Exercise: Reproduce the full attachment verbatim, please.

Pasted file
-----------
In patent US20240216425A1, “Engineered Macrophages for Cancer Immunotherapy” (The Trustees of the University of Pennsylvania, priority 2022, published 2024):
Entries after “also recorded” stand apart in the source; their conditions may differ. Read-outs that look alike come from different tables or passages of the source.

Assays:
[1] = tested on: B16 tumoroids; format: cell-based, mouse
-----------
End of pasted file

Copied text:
In patent US20240216425A1, “Engineered Macrophages for Cancer Immunotherapy” (The Trustees of the University of Pennsylvania, priority 2022, published 2024):
Entries after “also recorded” stand apart in the source; their conditions may differ. Read-outs that look alike come from different tables or passages of the source.

Assays:
[1] = tested on: B16 tumoroids; format: cell-based, mouse